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Mathematical determinacy and the transferability of aboutness


Competent speakers of natural languages can borrow reference from one another. You can arrange for your utterances of ‘Kirksville’ to refer to the same thing as my utterances of ‘Kirksville’. We can then talk about the same thing when we discuss Kirksville. In cases like this, you borrow “aboutness” from me by borrowing reference. Now suppose I wish to initiate a line of reasoning applicable to any prime number. I might signal my intention by saying, “Let p be any prime.” In this context, I will be using the term ‘p’ to reason about the primes. Although ‘p’ helps me secure the aboutness of my discourse, it may seem wrong to say that ‘p’ refers to anything. Be that as it may, this paper explores what mathematical discourse would be like if mathematicians were able to borrow freely from one another not just the reference of terms that clearly refer, but, more generally, the sort of aboutness present in a line of reasoning leading up to a universal generalization. The paper also gives reasons for believing that aboutness of this sort really is freely transferable. A key implication will be that the concept “set of natural numbers” suffers from no mathematically significant indeterminacy that can be coherently discussed.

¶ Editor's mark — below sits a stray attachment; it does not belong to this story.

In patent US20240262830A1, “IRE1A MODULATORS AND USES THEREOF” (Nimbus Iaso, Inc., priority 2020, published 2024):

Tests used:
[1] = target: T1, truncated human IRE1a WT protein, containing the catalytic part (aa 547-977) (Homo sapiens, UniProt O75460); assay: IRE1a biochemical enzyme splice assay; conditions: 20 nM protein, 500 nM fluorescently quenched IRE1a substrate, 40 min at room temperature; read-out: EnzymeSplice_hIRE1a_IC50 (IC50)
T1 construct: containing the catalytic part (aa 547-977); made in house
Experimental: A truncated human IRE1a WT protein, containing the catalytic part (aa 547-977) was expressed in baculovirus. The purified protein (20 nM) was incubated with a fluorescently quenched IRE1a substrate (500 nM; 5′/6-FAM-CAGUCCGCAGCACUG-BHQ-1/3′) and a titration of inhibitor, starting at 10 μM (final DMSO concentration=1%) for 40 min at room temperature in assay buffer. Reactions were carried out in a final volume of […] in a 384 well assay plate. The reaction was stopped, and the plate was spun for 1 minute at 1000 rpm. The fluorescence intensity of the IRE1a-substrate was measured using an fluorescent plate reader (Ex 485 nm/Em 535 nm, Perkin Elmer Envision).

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Correspondence to Stephen Pollard.

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Pollard, S. Mathematical determinacy and the transferability of aboutness. Synthese 159, 83–98 (2007).

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  • Categoricity
  • Set theory
  • Continuum hypothesis